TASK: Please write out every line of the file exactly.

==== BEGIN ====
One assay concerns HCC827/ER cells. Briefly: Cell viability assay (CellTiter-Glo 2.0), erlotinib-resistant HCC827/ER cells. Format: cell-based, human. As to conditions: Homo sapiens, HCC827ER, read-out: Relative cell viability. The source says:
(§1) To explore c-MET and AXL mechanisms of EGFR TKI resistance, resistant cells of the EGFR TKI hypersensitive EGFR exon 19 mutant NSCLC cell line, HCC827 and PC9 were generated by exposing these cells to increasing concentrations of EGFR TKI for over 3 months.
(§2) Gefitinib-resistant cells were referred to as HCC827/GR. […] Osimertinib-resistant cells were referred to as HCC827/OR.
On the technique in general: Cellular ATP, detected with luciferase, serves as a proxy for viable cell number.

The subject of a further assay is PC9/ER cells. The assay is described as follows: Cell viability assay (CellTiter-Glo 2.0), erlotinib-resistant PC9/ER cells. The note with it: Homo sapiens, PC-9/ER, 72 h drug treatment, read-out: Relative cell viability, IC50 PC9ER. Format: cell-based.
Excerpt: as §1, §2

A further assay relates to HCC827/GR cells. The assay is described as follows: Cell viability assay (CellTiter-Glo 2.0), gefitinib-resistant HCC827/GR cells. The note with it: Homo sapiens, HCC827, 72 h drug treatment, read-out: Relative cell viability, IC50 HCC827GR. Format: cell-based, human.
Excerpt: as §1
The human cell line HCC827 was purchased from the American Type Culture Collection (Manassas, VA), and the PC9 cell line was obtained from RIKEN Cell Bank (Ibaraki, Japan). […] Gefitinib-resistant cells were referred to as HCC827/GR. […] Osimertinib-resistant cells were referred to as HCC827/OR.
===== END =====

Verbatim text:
One assay concerns HCC827/ER cells. Briefly: Cell viability assay (CellTiter-Glo 2.0), erlotinib-resistant HCC827/ER cells. Format: cell-based, human. As to conditions: Homo sapiens, HCC827ER, read-out: Relative cell viability. The source says:
(§1) To explore c-MET and AXL mechanisms of EGFR TKI resistance, resistant cells of the EGFR TKI hypersensitive EGFR exon 19 mutant NSCLC cell line, HCC827 and PC9 were generated by exposing these cells to increasing concentrations of EGFR TKI for over 3 months.
(§2) Gefitinib-resistant cells were referred to as HCC827/GR. […] Osimertinib-resistant cells were referred to as HCC827/OR.
On the technique in general: Cellular ATP, detected with luciferase, serves as a proxy for viable cell number.

The subject of a further assay is PC9/ER cells. The assay is described as follows: Cell viability assay (CellTiter-Glo 2.0), erlotinib-resistant PC9/ER cells. The note with it: Homo sapiens, PC-9/ER, 72 h drug treatment, read-out: Relative cell viability, IC50 PC9ER. Format: cell-based.
Excerpt: as §1, §2

A further assay relates to HCC827/GR cells. The assay is described as follows: Cell viability assay (CellTiter-Glo 2.0), gefitinib-resistant HCC827/GR cells. The note with it: Homo sapiens, HCC827, 72 h drug treatment, read-out: Relative cell viability, IC50 HCC827GR. Format: cell-based, human.
Excerpt: as §1
The human cell line HCC827 was purchased from the American Type Culture Collection (Manassas, VA), and the PC9 cell line was obtained from RIKEN Cell Bank (Ibaraki, Japan). […] Gefitinib-resistant cells were referred to as HCC827/GR. […] Osimertinib-resistant cells were referred to as HCC827/OR.